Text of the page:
Salami Krakowskie (Polish Dry Salami)

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Just to be clear , I'm not saying Marianski is wrong . I don't consider that to be an error . I would never match wits with that guy .

My point was sometimes things get crossed up or lost in translation .
 
Just to be clear , I'm not saying Marianski is wrong . I don't consider that to be an error . I would never match wits with that guy .

My point was sometimes things get crossed up or lost in translation .
That's exactly what happened. He's not wrong, it's just there's an error on the website. When putting the recipe on the website, an error occurred that caused the following smoking details to be lost. Fortunately, I have the book, so I know what those details are:

5. Smoking:
A. Smoke/dry with thin smoke for 20-40 min at 112-122F (45-50C)
B. Smoke with thick smoke for 90-140min at 104-122F (40-50C)
C. Bake with thin smoke for 70-100 min at 167-194F (75-90C)
6. Hang in a shaded well ventilated area at 10-12C, 80-85% RH for 5-6 weeks until salami develops white mold on the outside.
 
What page in the green book is the recipe you are following?
Page 270 in the green book is the cooked / smoked version .
Salami-Polish
( Salami Krakowskie )

Doesn't show the dry cured one that I see . Recipe index is on 651 .

The green book section is Fermented . Not fermented and dry like the website .
Might not be in the book because it doesn't use a starter .
 
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Thanks Rich...

Might not be in the book because it doesn't use a starter .
This is where it gets confusing because Marainski does have some old school recipes in there too...how they did it before the regulations became laxed for commercialization of the meat industry there. Quality suffered greatly after this change.
 
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Page 270 in the green book is the cooked / smoked version .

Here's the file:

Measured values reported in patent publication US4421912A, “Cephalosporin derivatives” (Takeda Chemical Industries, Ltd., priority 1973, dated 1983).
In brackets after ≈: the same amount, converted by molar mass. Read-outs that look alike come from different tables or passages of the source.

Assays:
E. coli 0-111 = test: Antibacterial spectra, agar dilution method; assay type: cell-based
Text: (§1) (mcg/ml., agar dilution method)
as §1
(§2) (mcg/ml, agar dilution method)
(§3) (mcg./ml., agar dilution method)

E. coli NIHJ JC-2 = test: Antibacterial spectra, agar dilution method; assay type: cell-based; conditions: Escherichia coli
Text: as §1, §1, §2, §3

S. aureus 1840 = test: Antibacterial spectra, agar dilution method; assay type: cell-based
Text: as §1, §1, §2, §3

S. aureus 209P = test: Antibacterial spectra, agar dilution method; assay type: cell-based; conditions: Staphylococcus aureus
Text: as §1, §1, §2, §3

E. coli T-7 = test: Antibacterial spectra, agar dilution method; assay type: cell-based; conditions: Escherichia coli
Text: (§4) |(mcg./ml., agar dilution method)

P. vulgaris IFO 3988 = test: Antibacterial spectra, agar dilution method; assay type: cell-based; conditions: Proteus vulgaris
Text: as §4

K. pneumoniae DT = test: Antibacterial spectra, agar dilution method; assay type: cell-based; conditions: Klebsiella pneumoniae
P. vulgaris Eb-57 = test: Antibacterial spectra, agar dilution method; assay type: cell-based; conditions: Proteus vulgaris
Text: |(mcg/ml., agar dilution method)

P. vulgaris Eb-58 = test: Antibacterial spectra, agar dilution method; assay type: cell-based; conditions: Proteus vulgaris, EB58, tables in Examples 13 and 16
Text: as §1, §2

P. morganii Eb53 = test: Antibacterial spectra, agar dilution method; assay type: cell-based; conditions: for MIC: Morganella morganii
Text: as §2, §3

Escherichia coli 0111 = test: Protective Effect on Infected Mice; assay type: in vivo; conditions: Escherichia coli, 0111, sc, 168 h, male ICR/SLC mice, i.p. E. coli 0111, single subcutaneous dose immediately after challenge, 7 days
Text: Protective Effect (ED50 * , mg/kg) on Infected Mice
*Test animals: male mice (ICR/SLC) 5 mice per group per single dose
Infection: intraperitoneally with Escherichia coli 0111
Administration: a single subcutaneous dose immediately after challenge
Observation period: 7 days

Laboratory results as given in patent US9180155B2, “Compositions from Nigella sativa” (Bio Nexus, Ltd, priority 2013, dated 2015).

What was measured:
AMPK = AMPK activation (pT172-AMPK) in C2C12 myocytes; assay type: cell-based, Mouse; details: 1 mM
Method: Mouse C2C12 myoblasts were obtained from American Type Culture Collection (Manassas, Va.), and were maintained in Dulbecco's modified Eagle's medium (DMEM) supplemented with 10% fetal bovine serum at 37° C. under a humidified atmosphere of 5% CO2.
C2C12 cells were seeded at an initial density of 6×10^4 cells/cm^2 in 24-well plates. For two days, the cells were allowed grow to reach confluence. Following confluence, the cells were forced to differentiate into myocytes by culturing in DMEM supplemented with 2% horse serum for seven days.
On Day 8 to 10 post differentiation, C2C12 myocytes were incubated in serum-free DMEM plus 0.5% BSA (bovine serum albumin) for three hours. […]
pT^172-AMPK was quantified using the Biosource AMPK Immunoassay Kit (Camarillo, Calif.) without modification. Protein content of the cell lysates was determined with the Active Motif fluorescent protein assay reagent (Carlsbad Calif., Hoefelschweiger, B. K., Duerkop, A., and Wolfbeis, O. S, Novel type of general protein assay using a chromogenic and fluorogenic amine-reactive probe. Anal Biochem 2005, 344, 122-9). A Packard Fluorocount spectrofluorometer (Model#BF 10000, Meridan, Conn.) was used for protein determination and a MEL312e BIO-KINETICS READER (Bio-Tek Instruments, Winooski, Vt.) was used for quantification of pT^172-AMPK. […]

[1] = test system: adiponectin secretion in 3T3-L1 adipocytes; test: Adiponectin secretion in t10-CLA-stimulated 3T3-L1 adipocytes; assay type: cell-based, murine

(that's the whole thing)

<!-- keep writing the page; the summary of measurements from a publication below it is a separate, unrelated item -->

Salami-Polish
( Salami Krakowskie )

Exactly, the recipe under "Chapter 14 - Cooked Sausages" is what I'm following here. There's only one recipe with "Krakowskie" in the name in the book, and that's the one I'm following.

In any case, it sounds like we're on the same page with the recipe (the one on page 270, which corresponds to the steps I described in my first post).
 
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Quality suffered greatly after this change.
For sure . Some of the stuff he does , there a reason for it that not commonly know . Just like you're saying .

I started to pay attention to his cooking / smoking schedule . Makes a difference .

Another thing is curing the meat chunks 3 days before grinding . Been doing that when I have the time , and it's a HUGE quality improvement .
 
Another thing is curing the meat chunks 3 days before grinding . Been doing that when I have the time , and it's a HUGE quality improvement .
Yep. curing firms up the meat and allows for colder temps. when chilling (salt water in the meat freezes at a lower temperature). Also enhances protein extraction using the grinder during grinding. We do this on our very large runs of cajun smoke sausage where we will do 200-300# at a time. Saves a ton of mixing time.....
 
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Thanks. Found it in the book. Now I'm really curious. Never seen that type of process before. Got me thinking now..........Hmmmm...
I had some Umai salami one time that didn't want to get past 30% . I pulled it from the Umai casing , put it in a net and hot smoked it to 152 . I have to say it was really good .